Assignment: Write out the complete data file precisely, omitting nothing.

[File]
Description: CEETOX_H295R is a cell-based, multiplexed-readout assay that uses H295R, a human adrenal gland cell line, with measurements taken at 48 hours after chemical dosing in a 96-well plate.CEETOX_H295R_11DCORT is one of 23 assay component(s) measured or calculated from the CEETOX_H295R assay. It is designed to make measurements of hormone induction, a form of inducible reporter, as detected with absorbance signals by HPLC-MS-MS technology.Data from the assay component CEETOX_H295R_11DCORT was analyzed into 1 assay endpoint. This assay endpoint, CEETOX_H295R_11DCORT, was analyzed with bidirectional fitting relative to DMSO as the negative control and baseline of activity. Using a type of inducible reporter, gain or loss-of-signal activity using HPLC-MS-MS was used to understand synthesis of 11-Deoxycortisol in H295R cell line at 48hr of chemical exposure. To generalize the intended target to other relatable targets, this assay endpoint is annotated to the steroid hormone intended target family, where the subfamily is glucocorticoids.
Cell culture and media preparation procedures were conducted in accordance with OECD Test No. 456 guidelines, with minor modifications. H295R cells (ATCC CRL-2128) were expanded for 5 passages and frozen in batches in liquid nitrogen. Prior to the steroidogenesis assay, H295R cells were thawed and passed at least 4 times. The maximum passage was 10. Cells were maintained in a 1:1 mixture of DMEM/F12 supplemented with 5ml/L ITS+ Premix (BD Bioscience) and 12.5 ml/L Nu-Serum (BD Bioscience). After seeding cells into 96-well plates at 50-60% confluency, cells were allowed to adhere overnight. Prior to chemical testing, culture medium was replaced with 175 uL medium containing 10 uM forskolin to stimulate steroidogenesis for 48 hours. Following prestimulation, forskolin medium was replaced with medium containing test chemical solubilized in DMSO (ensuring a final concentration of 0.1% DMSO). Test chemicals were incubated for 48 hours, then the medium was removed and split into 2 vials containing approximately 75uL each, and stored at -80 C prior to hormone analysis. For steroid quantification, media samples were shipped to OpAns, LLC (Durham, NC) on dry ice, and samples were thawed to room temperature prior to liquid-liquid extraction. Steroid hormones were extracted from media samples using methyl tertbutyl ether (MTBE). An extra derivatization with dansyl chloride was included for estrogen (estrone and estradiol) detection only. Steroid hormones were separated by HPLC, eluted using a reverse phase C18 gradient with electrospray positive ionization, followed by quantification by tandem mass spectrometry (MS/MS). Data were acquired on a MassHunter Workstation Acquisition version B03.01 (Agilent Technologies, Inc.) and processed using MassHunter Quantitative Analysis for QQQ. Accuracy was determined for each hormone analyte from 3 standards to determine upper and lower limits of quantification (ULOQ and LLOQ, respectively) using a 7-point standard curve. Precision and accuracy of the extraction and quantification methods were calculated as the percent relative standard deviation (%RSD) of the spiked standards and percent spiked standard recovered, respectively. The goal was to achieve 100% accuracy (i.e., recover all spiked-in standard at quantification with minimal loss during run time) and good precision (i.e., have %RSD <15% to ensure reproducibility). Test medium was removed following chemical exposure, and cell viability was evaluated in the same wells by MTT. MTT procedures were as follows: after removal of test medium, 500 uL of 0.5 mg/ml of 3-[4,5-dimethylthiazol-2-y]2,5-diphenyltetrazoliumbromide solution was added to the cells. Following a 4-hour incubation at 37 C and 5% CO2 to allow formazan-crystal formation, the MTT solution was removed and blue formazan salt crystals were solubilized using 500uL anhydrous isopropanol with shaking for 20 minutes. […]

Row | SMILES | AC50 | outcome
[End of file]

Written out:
Description: CEETOX_H295R is a cell-based, multiplexed-readout assay that uses H295R, a human adrenal gland cell line, with measurements taken at 48 hours after chemical dosing in a 96-well plate.CEETOX_H295R_11DCORT is one of 23 assay component(s) measured or calculated from the CEETOX_H295R assay. It is designed to make measurements of hormone induction, a form of inducible reporter, as detected with absorbance signals by HPLC-MS-MS technology.Data from the assay component CEETOX_H295R_11DCORT was analyzed into 1 assay endpoint. This assay endpoint, CEETOX_H295R_11DCORT, was analyzed with bidirectional fitting relative to DMSO as the negative control and baseline of activity. Using a type of inducible reporter, gain or loss-of-signal activity using HPLC-MS-MS was used to understand synthesis of 11-Deoxycortisol in H295R cell line at 48hr of chemical exposure. To generalize the intended target to other relatable targets, this assay endpoint is annotated to the steroid hormone intended target family, where the subfamily is glucocorticoids.
Cell culture and media preparation procedures were conducted in accordance with OECD Test No. 456 guidelines, with minor modifications. H295R cells (ATCC CRL-2128) were expanded for 5 passages and frozen in batches in liquid nitrogen. Prior to the steroidogenesis assay, H295R cells were thawed and passed at least 4 times. The maximum passage was 10. Cells were maintained in a 1:1 mixture of DMEM/F12 supplemented with 5ml/L ITS+ Premix (BD Bioscience) and 12.5 ml/L Nu-Serum (BD Bioscience). After seeding cells into 96-well plates at 50-60% confluency, cells were allowed to adhere overnight. Prior to chemical testing, culture medium was replaced with 175 uL medium containing 10 uM forskolin to stimulate steroidogenesis for 48 hours. Following prestimulation, forskolin medium was replaced with medium containing test chemical solubilized in DMSO (ensuring a final concentration of 0.1% DMSO). Test chemicals were incubated for 48 hours, then the medium was removed and split into 2 vials containing approximately 75uL each, and stored at -80 C prior to hormone analysis. For steroid quantification, media samples were shipped to OpAns, LLC (Durham, NC) on dry ice, and samples were thawed to room temperature prior to liquid-liquid extraction. Steroid hormones were extracted from media samples using methyl tertbutyl ether (MTBE). An extra derivatization with dansyl chloride was included for estrogen (estrone and estradiol) detection only. Steroid hormones were separated by HPLC, eluted using a reverse phase C18 gradient with electrospray positive ionization, followed by quantification by tandem mass spectrometry (MS/MS). Data were acquired on a MassHunter Workstation Acquisition version B03.01 (Agilent Technologies, Inc.) and processed using MassHunter Quantitative Analysis for QQQ. Accuracy was determined for each hormone analyte from 3 standards to determine upper and lower limits of quantification (ULOQ and LLOQ, respectively) using a 7-point standard curve. Precision and accuracy of the extraction and quantification methods were calculated as the percent relative standard deviation (%RSD) of the spiked standards and percent spiked standard recovered, respectively. The goal was to achieve 100% accuracy (i.e., recover all spiked-in standard at quantification with minimal loss during run time) and good precision (i.e., have %RSD <15% to ensure reproducibility). Test medium was removed following chemical exposure, and cell viability was evaluated in the same wells by MTT. MTT procedures were as follows: after removal of test medium, 500 uL of 0.5 mg/ml of 3-[4,5-dimethylthiazol-2-y]2,5-diphenyltetrazoliumbromide solution was added to the cells. Following a 4-hour incubation at 37 C and 5% CO2 to allow formazan-crystal formation, the MTT solution was removed and blue formazan salt crystals were solubilized using 500uL anhydrous isopropanol with shaking for 20 minutes. […]

Row | SMILES | AC50 | outcome